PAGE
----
Many children spend a considerable amount of time in front of the television or playing video games.
It is important that your child/children are getting enough physical activity.
You must ensure that these two physical activities are part of your child’s day:
Muscle and bone strengthening exercise
This exercise is best described as ‘weight bearing’ exercise which means that the child is supporting his/her own weight as in standing, walking, running, gymnastics or dancing.
Aerobic exercise for heart and lung health
This exercise is also known as ‘cardio-exercise’. It is light to moderate intensity exercise that can be sustained over time and stimulates the heart and breathing rate. Aerobic exercise is involved in playing a sport such as football, basketball, tennis or any sport that requires the child to keep moving for an extended period of time.
How do you get your child active!!!
How do you keep your child active!!!!!
Your child may not want to play an organized sport nor join a gymnastics group and it is important to listen to what they want to do.
There are many more informal types of exercise that you can encourage them to do!!
Here are some ways you can ensure your child get the physical exercise they need:
- Lead by example!!!!!! If you lead an active lifestyle and show that you value physical exercise then your child will be more likely to do the same.
- Make physical activity a part of your family’s daily routine – go for walks, play physical games like ‘hide & seek’.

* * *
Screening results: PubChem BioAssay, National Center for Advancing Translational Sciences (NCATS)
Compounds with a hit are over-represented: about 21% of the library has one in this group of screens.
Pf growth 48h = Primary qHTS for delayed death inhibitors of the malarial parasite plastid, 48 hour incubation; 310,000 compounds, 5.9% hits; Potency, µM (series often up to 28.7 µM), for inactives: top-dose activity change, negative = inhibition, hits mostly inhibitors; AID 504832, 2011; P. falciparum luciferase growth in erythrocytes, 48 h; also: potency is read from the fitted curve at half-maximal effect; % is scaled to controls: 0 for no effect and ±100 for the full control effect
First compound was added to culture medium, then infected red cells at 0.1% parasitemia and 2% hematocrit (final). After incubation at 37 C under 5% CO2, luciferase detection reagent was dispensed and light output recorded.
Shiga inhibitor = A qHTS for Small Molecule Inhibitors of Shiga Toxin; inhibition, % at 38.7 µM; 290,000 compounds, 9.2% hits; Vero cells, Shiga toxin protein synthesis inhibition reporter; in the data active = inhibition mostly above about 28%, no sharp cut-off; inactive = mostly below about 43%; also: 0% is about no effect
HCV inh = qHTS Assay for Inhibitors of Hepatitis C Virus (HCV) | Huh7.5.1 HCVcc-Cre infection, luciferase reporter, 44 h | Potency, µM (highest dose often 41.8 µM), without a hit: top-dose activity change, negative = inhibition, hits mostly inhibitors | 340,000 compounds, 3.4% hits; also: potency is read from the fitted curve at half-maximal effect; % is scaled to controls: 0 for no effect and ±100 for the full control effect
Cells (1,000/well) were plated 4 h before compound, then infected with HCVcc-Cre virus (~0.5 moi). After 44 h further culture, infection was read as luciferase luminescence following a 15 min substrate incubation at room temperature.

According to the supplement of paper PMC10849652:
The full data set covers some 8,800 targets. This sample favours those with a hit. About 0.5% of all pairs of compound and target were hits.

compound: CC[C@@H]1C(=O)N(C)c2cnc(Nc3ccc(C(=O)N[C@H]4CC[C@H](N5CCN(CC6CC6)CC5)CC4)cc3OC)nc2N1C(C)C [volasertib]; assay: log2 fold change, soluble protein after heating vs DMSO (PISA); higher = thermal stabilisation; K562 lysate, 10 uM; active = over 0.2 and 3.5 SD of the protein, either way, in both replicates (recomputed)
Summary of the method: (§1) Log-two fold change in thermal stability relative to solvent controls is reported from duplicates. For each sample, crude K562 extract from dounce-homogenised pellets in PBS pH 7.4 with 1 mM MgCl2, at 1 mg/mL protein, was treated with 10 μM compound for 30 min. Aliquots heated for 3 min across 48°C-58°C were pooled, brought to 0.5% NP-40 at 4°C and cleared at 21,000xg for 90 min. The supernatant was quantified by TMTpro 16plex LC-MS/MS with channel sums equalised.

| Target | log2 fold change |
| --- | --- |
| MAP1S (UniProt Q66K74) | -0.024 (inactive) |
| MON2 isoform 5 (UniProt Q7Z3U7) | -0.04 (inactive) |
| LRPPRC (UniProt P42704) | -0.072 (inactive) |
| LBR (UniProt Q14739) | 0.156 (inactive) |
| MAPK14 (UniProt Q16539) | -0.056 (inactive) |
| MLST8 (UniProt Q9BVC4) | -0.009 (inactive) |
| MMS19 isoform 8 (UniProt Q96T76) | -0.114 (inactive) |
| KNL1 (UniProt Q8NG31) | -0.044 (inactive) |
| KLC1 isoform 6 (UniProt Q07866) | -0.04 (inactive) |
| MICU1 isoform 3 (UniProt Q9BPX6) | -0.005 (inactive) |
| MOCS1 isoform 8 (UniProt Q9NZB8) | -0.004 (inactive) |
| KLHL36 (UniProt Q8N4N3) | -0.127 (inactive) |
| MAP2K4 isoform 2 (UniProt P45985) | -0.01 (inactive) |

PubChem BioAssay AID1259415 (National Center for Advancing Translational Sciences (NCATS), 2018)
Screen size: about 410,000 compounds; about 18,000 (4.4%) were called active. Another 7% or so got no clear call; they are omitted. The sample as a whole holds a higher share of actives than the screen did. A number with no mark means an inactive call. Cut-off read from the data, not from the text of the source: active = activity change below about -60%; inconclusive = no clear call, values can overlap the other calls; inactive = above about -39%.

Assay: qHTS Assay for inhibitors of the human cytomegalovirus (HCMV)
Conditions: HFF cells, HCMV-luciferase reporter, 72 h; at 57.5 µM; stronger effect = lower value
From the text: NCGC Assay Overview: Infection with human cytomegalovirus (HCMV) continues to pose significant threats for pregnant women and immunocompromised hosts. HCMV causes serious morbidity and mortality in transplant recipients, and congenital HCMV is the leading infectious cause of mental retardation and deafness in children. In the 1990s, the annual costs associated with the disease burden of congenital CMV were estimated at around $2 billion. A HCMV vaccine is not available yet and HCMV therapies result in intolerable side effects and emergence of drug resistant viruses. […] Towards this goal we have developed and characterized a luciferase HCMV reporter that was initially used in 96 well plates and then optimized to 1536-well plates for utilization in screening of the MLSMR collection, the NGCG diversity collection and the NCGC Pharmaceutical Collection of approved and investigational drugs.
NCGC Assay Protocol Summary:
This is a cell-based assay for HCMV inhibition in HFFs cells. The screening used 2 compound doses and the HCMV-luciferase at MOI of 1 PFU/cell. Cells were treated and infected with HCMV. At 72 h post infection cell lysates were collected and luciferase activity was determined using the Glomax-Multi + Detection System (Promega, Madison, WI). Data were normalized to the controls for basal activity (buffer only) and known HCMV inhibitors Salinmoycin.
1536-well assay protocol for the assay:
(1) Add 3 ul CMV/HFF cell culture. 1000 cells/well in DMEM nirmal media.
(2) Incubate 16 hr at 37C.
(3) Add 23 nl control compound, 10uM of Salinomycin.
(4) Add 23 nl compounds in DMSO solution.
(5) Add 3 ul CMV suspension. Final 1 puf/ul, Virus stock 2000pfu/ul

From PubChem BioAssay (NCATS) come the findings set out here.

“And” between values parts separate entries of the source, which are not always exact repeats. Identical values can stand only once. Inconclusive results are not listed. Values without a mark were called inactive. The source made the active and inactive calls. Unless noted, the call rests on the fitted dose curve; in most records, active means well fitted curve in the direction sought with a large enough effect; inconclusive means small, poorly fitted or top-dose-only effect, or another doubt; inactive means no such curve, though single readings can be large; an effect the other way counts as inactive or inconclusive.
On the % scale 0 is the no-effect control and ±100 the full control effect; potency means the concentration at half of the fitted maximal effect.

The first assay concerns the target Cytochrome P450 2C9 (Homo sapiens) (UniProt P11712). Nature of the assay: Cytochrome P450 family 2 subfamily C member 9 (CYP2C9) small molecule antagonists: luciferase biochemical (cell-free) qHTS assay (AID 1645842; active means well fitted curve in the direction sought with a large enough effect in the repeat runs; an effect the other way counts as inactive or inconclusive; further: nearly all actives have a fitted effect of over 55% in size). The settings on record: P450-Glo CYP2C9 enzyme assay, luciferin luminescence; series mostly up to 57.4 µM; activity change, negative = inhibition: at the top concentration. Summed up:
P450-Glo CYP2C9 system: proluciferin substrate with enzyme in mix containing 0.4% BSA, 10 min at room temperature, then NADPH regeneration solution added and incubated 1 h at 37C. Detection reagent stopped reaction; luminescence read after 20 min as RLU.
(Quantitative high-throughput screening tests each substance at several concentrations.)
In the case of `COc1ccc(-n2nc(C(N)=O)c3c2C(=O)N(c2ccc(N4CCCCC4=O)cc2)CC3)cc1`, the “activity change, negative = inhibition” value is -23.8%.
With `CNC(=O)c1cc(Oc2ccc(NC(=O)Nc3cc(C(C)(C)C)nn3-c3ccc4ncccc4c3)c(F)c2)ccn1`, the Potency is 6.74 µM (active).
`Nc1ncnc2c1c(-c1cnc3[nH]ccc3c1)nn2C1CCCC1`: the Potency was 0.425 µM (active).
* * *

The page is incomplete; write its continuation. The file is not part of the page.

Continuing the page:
- Get some play equipment such as skipping ropes, trampolines or bikes.
- Take your kids to places where you can ‘play together’ such as parks, swimming pools, skate rinks. Fly a kite!! Throw a ball!! Make physical exercise fun!!!
- Be positive about the physical activities that your child participates in and encourage them to be interested in new activities.
- Be safe! Always provide protective equipment such as helmets, wrist pads or knee pads and ensure that activity is age-appropriate.
What if my child has a disability?
Physical activity is important for all children! Talk to a health care provider before you plan a physical activity routine with your child. They will tell you the amount and type of exercise that is appropriate for your child.
Ref: Content source:
o Division of Nutrition, Physical Activity, and Obesity, National Center for Chronic Disease Prevention and Health Promotion
o Centres for Disease Control and Prevention